Government must reconsider 'punitive' student loan interest rates, MPs say

The Treasury Committee is 'unconvinced' by argument that high interest rates on student loans are progressive, report says

Eleanor Busby
Education Correspondent
Sunday 18 February 2018 10:12
Comments
High interest rates on student loans need to be reviewed by the Government
High interest rates on student loans need to be reviewed by the Government

The Government must reconsider “punitive” high interest rates on student loans and look at bringing back maintenance grants for poorer students, an influential Commons committee has said.

Cross-party MPs on the Treasury Committee said that the Government should re-examine the student loan system which allows "high-flying lawyers" to pay less back than teachers.

The report comes as the Government prepares to announce the details of its long-awaited review of tuition fees and university funding tomorrow.

It is likely that the review, due to be announced by the prime minister in a speech, will consider whether tuition fees - which currently cost up to £9,250 a year up for students in England - could be cut or frozen.

And a proposal to lower interest rates on student loan repayments – which currently stand at up to 6.1 per cent – could be included in the review following criticism.

In a new report, the Treasury Committee has added its voice to the debate, arguing that “the punitive measure” of charging high interest rates on tuition fee loans should be reconsidered.

It said: “The Government has justified the existing level and structure of interest rates on student loans on the grounds that it is progressive. In reality, the student loan system has complex redistributive effects that are not strictly progressive.”

For example, high-flying lawyers will generally pay less back than teachers. MPs say this “anomaly” should be addressed to ensure the highest earning graduates make the highest contribution.

The report also calls on the Government to explain why the £9,250 tuition fees are “desirable”, adding that ministers had “naively assumed” that most universities would opt for £7,500 when setting their fees following the reforms in 2012.

And the Government should consider the case for reintroducing maintenance grants to help remove barriers for poorer students.

Conservative chair Nicky Morgan said: “The Government has said that maintenance loans aren’t intended to fully cover a student’s living costs. If a student can’t access additional sources of income, they may be priced out of university.”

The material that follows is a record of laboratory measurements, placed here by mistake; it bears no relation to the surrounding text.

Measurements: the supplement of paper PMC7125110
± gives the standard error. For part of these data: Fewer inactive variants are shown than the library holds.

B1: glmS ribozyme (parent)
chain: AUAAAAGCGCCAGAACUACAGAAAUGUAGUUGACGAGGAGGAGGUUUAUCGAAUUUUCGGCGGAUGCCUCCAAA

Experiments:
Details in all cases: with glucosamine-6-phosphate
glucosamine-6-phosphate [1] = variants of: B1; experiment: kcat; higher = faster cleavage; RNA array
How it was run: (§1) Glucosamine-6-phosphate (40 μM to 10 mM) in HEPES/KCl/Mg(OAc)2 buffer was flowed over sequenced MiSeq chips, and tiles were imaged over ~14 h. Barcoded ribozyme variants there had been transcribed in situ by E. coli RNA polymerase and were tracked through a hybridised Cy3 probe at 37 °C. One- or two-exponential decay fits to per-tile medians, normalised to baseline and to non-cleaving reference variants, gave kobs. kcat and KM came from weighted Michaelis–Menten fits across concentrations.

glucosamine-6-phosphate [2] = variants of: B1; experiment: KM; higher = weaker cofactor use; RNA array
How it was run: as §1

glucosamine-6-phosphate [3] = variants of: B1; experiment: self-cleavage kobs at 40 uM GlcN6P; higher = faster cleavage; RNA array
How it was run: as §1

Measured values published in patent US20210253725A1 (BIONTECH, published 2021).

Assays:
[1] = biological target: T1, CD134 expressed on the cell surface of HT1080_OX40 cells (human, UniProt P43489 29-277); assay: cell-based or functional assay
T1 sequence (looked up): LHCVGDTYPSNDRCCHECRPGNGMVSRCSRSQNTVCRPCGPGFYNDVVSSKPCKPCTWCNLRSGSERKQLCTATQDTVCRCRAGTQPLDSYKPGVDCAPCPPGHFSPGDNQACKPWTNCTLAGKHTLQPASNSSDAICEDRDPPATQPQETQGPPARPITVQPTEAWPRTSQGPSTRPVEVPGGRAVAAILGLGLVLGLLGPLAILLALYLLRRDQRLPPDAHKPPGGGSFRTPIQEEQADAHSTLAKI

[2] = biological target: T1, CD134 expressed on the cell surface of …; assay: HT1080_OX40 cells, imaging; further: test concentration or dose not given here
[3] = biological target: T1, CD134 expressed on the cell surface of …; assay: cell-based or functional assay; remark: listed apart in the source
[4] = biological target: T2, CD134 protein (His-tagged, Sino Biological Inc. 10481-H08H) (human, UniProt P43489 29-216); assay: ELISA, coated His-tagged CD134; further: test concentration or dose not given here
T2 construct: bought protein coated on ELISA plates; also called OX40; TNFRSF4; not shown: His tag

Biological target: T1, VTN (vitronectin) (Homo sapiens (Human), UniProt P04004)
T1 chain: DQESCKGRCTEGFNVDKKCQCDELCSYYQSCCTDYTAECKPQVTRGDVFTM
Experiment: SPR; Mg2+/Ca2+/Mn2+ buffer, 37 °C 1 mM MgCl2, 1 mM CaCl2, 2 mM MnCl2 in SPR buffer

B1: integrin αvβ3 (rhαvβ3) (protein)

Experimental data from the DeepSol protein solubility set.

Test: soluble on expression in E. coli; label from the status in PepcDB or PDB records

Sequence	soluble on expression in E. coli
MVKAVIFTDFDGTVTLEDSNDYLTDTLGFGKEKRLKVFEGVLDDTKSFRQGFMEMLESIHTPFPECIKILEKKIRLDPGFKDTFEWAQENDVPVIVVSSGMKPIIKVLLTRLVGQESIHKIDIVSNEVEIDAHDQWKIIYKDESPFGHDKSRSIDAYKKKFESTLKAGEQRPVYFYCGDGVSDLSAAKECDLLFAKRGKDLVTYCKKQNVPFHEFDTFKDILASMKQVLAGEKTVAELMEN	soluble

The MP, who was education secretary under David Cameron from 2014 to 2016, added: “The use of high interest rates on student loans is questionable.

“The Government has justified it on progressive grounds, but the Committee remains unconvinced as high-flying graduates may pay less than graduates on more modest earnings.

“No other persuasive explanation has been provided for why student loan interest rates should exceed those prevailing in the market, the Government’s own cost of borrowing, and the rate of inflation.

"The Government must reconsider the use of high interest rates on student loans as part of its review.”

Theresa May announced a review of university finance at the Conservative Party conference last autumn, pledging to “look again” at the system.

The prime minister also announced plans to freeze tuition fees at the current level, rather than allow them to increase with inflation.

The debate was sparked in part by a high-profile Labour Party general election pledge to scrap tuition fees for all future students.Sally Hunt, general secretary of the University and College Union, has called for any review of student funding to be “radical”.

She said: “If this review is to serve any purpose then it needs to be radical and explore genuine alternatives to the current system, not just tinker at the edges of the current failed system.

“Too often recent reviews have simply resulted in finding new ways to saddle students with record levels of debt.”

On the Treasury Committee’s report, Alistair Jarvis, chief executive of Universities UK, said: “The system needs to be better understood and to feel fairer to students.

“More should be done to address students’ concerns about living costs so that no one is deterred from benefiting from a university education.

He added: “New investment to re-introduce maintenance grants for the poorest students would be a positive step.”

A Department for Education spokesperson said: “Our student finance system has many strengths. We have removed upfront barriers to entry and are seeing record numbers of 18-year-olds from disadvantaged backgrounds now going to university.

"Furthermore, graduates do not pay back anything until they are earning over £21,000 – rising to £25,000 from April.

“We will shortly be conducting a major review of post-18 education to build on the action we’ve already taken and ensure a joined-up system that works for everyone.

"We welcome this report from the Treasury Select Committee, which will be considered as part of the evidence base for the review.”

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